Stop Poseidon Coalition Celebrates California Coastal Commission’s Decision to Unanimously Deny Permitting for Brookfield-Poseidon Huntington Beach Desalination Plant
The Commission’s 11-0 vote to reject the project was met with praise
HUNTINGTON BEACH, CA (May 12, 2022) – The California-based ‘Stop Poseidon’ coalition, made up of environmental justice, coastal and ocean conservation groups, stood before the California Coastal Commission today, alongside over 300 in-person attendees, in opposition to the proposed Brookfield-Poseidon Desalination Plant.
The California Coastal Commission, comprised of 12 voting members, one who recused themselves, whose mission is to uphold the California Coastal Act, made the unanimous decision to deny the proposed desalination plant’s permitting.
The vote follows the California Coastal Commission’s staff recommendation for denial. Mid-morning during the hearing, staff detailed the Commission’s own Coastal Act Environmental Justice policy, noting communities have not been meaningfully engaged because Poseidon does not have a water buyer and hasn’t communicated with the communities in 22 cities and two-thirds are “communities of concern”. Commissioner Chair Donne Brownsey also lambasted Poseidon for producing a confusing report that was submitted overnight, past the public document submission deadline, that recommended approving the project using the Commission’s letterhead and font.
Staff continued during the hearing by saying “1.8 million low income rate payers could be impacted by higher rates and a number of injustices. The floor was then opened to presentations and public comments which proceeded to detail the injustices and avoidable consequences of the proposed plant.
The following are statements from members of the Stop Poseidon coalition following Thursday’s decision:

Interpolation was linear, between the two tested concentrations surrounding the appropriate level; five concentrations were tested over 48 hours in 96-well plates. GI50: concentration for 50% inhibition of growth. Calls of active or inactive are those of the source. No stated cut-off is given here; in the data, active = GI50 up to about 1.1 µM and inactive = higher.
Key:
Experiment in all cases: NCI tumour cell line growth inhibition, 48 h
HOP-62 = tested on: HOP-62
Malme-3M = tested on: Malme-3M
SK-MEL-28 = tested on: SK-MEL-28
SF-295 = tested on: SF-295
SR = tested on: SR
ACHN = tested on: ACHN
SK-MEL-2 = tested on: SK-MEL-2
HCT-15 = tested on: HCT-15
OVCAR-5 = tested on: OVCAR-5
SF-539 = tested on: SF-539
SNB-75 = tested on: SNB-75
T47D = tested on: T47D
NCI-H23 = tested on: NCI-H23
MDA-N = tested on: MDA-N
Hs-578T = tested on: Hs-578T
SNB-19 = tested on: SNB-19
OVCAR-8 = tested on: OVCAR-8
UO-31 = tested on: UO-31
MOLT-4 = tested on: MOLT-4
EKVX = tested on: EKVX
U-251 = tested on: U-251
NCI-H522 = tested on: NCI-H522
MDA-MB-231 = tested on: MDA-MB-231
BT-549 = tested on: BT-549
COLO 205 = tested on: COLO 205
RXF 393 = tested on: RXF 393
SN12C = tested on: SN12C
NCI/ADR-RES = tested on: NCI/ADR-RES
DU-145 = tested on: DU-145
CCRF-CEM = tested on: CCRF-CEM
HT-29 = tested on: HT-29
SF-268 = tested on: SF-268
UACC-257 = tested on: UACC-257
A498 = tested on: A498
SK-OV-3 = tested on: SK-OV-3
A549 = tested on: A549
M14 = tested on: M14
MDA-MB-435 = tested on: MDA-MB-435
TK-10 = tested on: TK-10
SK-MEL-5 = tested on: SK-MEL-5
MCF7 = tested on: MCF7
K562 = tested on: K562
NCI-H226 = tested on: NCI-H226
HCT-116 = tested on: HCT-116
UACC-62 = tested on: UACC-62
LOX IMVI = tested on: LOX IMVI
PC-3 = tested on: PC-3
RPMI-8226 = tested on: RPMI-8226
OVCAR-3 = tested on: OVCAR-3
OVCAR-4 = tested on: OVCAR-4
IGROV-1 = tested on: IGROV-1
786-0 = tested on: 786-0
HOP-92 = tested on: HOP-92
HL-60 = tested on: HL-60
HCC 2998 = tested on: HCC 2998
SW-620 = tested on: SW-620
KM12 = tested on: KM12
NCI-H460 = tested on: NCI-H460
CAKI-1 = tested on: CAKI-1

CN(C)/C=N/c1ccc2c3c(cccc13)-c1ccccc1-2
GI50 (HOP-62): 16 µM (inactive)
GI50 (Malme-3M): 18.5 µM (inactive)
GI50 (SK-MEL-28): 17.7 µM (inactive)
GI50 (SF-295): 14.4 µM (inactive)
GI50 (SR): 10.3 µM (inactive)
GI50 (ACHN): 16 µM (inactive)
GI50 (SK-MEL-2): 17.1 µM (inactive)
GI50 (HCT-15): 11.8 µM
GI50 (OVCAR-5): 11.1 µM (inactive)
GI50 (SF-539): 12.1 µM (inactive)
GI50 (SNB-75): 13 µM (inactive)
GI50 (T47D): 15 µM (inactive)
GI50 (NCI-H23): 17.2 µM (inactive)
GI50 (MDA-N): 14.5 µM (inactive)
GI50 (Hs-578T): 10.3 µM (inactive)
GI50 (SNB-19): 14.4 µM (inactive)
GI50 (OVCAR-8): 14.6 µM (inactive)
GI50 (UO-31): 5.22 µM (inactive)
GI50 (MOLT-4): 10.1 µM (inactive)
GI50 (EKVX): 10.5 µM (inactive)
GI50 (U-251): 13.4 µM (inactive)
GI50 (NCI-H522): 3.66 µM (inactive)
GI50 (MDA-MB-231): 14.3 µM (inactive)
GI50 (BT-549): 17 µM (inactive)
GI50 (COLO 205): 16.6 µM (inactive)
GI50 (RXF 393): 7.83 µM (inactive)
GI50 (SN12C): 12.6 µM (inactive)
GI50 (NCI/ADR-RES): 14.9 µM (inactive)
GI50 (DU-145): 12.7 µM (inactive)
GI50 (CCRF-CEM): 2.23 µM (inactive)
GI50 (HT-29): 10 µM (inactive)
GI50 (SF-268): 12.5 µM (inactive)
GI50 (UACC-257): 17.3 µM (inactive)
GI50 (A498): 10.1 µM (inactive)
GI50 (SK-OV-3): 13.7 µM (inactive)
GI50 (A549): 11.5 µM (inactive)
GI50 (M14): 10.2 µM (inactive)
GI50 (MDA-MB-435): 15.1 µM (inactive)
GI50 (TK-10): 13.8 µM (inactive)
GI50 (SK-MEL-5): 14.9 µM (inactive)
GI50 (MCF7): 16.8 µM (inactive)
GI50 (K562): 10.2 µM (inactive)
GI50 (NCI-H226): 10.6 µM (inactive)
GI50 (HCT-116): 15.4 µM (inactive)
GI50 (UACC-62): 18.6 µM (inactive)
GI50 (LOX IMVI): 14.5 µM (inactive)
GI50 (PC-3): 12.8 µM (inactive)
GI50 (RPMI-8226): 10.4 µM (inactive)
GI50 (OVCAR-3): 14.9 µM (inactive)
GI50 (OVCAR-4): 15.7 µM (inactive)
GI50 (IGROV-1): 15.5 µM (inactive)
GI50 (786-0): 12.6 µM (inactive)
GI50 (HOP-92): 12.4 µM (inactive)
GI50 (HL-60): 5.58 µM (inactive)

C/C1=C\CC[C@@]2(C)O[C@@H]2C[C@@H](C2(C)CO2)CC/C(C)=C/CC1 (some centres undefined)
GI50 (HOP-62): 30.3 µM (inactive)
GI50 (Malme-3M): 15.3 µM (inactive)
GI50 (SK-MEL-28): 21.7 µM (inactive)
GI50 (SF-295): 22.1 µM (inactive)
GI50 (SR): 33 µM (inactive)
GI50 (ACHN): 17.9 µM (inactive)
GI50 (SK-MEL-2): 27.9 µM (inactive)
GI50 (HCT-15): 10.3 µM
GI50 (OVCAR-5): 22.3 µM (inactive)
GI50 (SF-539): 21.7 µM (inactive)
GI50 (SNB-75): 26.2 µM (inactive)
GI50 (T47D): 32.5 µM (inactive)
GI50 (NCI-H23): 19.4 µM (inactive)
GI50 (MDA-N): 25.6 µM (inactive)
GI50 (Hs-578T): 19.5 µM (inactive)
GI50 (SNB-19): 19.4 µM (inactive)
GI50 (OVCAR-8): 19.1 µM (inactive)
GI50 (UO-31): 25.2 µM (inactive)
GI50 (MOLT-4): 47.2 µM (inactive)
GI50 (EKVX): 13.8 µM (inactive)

“Today was a good day, it’s a day where the Elders of our community truly felt that they have been heard and considered in a space where they have not been in the past. Thank you to the California Coastal Commission and its staff for supporting us in stopping and denying the the Poseidon Desalination Project permit request in Huntington Beach California,” said Frankie Orona of the Society of Native Nations, Environmental liaison for Chief Anthony Morales of the Gabrieleno Tongva Tribe of the San Gabriel Band of Mission Indians.
“This victory for sustainable water would not have been possible without the continued advocacy of Orange County residents and water warriors across the state,” said Garry Brown, founder and president of Orange County Coastkeeper. “Orange County Coastkeeper is delighted with the denial of the Poseidon project. The Coastal Commission staff has again proven themselves to be the most logical of all the agencies. We thank the Coastal Commissioners for their resistance to the enormous political pressure that was brought to them. It was never a good idea for Huntington Beach, but shady money kept the project going for more than 20 years—all without a guaranteed customer or permit to build. ”
“We are proud that the Coastal Commission had the courage to stand up to this corporate behemoth and deny the project,” said Sean Bothwell, executive director of California Coastkeeper Alliance. “It is time we move past this ill-conceived project and start working towards developing cheaper and more sustainable water supply options for California.”
“Today the Coastal Commission upheld their duty to protect California’s coast and ocean from harmful development. This is why we have the California Coastal Act in the first place, to review coastal development independent from politics and profits and protect our precious coast for all people,” said Mandy Sackett, California policy coordinator for the Surfrider Foundation. “Approving this plant would have irreparably undermined the state’s environmental justice commitments, climate change goals and sea level rise adaptation policies, all while setting a terrible precedent for future coastal development. We can now move forward, as planned, by restoring California’s marine ecosystems, moving industry off the coast and developing smart, sustainable, local water supplies.”